Archive for November, 2009
Carciofi e Coniglio
Alice and I had been expecting a visit from a dear friend, Giuseppe from Florence who we hadn’t seen for over a year. The big news was that he recently became a dad, so we invited him along with his partner Angela and his 2 month old son, Raffaele over for dinner when they were in Turin. I really wanted to put on a nice dinner for him particularly because I know how tough a critic he is with cooking and I always fish for a compliment from such a tough customer. (more…)
Osteria da Zio Aldo and his Fried Artichoke Recipe
Last week I went to Puglia for what turned out to be a little misadventure. I went down for the San Ferdinando Fiera del Carciofo /Artichoke Fair. It turned out that there were no artichokes being cooked but only being promoted. I was pretty disappointed as it was a seven hour train ride to the other end of Italy from where I live. The train ride was not at all disappointing, it was stunning countryside and seaside and well worth it. I must say though, that San Ferdinando was not what I thought it was going to be and I wouldn’t recommend it to anyone, anytime. I used the opportunity to meet a few locals who knew a few things about artichokes and one guy who is worth a mention is Zio Aldo. (more…)
Artichokes in Naples
This is the first Artichoke dish I found in Naples. It’s a side dish, which is very simple and full of flavour. All you need is a few ingredients you’re already likely to have in the fridge. The true Neapolitan recipe calls for green olives. The dish presents a lot better with green olives rather than the black, which I have used. Either way it’s a tasty treatment of the artichoke.
It only take about 30 minutes from the time you start preparing to the time you’re devouring. They can also be served cold which makes them fantastic as an antipasto which you can prepare ahead of time. Read on for the recipe
Barchette di Carciofi con Mozzarella e Spinaci
Straight from the south of Italy, this is an awesome entree or side dish. Ideally served straight out of the oven and drizzled with a little olive oil. They are quite a pretty looking artichokes and the way they turn into little containers of tasty goodness is a fun feature. Here’s the recipe.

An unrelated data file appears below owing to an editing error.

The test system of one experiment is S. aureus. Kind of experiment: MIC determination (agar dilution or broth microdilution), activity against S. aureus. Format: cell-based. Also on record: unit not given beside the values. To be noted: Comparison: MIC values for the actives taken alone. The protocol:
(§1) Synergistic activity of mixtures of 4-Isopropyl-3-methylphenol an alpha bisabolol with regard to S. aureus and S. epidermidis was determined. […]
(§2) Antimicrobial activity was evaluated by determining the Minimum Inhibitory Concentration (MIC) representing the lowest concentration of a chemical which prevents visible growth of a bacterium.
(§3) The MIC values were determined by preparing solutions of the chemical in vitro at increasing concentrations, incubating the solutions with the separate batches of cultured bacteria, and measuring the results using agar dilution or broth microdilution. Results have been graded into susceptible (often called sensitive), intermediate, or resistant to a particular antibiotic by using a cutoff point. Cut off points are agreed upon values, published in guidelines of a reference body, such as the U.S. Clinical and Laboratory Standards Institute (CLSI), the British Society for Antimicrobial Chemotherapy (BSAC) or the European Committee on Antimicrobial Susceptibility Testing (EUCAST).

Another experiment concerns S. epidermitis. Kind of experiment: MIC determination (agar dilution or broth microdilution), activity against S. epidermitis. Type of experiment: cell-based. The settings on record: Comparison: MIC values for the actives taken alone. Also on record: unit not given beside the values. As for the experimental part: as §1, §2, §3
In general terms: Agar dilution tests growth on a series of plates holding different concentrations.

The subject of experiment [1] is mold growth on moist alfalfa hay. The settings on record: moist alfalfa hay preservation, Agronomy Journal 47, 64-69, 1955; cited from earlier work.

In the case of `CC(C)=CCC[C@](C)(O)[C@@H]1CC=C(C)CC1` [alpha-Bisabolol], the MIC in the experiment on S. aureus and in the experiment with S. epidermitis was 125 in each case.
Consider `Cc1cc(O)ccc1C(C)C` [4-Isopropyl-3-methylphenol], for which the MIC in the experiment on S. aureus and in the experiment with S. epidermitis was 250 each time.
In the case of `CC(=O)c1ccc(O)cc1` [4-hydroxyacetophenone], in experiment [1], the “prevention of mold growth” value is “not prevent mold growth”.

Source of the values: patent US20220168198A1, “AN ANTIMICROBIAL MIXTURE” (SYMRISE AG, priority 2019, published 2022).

When I shop at the markets I act a little suspiciously around the artichokes stalls. I stand next to older people, almost like a stalker, ready to pounce on them for a recipe. Overwhelmingly, when I do ask someone buying artichokes, how they are going to prepare them, they mostly say, ‘raw in a salad
So here’s a dish form Liguria which is quick, fresh, and healthy and uses all ingredients which you’ll find in season together.
Al dente, simply translates as ‘to the tooth’.
What it means is that the teeth should find some resistance to the pasta as they bite into it or chew on it. This also applies to vegetables.
In Italy, if you are served a plate of pasta, which is not ‘al dente’ or overcooked, you can send it back to the kitchen because Italians believe overcooked pasta is reeks havoc on your digestion.
Worse still, if you are cooking for Italians and send out some over cooked pasta, BEWARE. I once had someone poke his head into the kitchen I was working in and said “hey chef, I think that spaghetti was probably overcooked by half a minute” Leaving the pasta ‘al dente’ actually increases the complexity in flavours of a dish. Try it if you don’t believe me. Living in Italy has made me an ‘al dente’ snob. I won’t accept overcooked pasta anymore unless it’s cooked by my auntie who, at her age, has problems chewing.
My golden rule for cooking pasta ‘al dente’ is simple:
Be ready to serve 1 minute before the indicated cooking time of the pasta.
ie. If the cooking time for your pasta is 10 minutes, be ready to serve in 9 minutes.
Pasta keeps cooking after it is drained, while you add and stir in the sauce, while you serve it onto plates, while you sprinkle it with cheese, while you fuss around the kitchen, while you are making a toast with your guests. If you follow this rule, by the time you get to your first forkful of pasta, it should be perfectly ‘al dente’
Carciofi alla Calabrese
This is a side dish from my home region of Calabria. It’s fast, easy and and like most food in Calabria, incredibly tasty. A dish like this will show those of you who think artichokes are too much work just how easy and how quickly you can get great results in half an hour. Get ’em while they’re hot.
Beef Involtini with Prosciutto & Artichokes / Involtini di Manzo con i Carciofi
When I tried this recipe for the first time I thought it was a bit light on artichokes. I will give you the traditional recipe and suggest a way to up the artichoke pleasure. I had a few tries t this one before I could get it looking worthy of a photograph. Putting all these ingredients together is a pretty unbeatable combination. They can be prepared ahead of time and heated in the oven at the last minute before serving. Here’s the recipe